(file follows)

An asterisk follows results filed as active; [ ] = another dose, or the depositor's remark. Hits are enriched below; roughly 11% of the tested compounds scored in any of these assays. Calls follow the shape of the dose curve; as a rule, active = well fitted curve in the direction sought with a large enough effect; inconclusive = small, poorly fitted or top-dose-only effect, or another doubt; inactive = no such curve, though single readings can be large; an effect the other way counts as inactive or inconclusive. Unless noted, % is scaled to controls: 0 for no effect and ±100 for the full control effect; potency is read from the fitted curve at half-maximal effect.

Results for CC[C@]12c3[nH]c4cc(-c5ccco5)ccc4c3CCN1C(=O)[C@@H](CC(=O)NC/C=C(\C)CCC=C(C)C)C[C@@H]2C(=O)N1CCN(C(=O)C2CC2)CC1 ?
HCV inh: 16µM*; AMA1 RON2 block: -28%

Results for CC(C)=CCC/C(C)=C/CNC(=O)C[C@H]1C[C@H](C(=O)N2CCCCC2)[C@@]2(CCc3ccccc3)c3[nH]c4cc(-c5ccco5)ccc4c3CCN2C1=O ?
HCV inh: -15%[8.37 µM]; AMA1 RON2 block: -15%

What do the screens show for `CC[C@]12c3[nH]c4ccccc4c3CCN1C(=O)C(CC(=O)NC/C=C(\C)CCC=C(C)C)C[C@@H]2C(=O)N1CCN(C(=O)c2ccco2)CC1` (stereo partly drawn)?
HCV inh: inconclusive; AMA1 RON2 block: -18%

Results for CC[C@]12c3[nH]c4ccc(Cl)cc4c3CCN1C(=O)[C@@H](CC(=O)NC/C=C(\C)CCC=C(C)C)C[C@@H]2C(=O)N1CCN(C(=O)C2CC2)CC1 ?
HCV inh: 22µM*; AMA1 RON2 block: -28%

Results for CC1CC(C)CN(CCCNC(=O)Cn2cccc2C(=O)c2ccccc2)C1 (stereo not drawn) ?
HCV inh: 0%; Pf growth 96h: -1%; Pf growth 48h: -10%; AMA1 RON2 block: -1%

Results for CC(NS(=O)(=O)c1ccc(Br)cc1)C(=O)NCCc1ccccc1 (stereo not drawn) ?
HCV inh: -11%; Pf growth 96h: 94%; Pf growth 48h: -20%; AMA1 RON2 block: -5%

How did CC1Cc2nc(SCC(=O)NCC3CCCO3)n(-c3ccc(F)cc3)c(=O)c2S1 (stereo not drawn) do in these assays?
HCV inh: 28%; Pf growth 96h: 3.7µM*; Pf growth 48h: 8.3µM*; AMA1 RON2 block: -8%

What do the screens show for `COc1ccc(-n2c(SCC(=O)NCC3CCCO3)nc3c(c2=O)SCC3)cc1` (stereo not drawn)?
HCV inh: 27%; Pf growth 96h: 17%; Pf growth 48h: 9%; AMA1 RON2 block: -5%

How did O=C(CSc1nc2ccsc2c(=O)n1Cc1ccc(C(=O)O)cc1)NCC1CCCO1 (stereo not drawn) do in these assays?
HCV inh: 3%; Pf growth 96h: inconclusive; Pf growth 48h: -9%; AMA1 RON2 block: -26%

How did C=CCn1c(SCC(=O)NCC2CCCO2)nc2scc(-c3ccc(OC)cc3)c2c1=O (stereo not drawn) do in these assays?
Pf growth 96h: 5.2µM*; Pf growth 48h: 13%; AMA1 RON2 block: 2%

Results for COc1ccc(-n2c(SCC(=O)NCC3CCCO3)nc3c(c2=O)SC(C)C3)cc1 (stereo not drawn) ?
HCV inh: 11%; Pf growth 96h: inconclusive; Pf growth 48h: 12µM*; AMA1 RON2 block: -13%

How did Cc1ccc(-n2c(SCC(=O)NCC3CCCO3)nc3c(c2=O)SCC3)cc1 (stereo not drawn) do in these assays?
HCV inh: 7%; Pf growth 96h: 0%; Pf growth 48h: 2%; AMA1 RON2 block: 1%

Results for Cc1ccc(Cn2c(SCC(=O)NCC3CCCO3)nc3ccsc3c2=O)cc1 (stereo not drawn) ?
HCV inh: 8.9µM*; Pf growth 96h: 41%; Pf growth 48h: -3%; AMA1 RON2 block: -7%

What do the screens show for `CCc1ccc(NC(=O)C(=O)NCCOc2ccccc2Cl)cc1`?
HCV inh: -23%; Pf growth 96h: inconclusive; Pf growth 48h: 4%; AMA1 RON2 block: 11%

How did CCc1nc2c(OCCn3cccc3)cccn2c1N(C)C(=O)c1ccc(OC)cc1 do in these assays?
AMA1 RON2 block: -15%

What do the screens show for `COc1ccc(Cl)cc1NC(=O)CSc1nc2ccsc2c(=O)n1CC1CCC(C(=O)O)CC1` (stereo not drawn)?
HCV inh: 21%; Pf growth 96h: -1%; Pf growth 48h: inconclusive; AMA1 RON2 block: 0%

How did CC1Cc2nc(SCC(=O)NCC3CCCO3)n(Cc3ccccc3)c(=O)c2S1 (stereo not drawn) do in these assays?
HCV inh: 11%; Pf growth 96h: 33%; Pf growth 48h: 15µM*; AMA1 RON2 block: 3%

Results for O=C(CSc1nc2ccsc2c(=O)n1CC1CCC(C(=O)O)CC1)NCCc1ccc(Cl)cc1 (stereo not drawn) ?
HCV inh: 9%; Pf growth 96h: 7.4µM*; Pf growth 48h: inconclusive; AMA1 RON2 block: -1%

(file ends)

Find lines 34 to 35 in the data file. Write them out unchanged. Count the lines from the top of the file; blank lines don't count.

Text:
How did CC1Cc2nc(SCC(=O)NCC3CCCO3)n(Cc3ccccc3)c(=O)c2S1 (stereo not drawn) do in these assays?
HCV inh: 11%; Pf growth 96h: 33%; Pf growth 48h: 15µM*; AMA1 RON2 block: 3%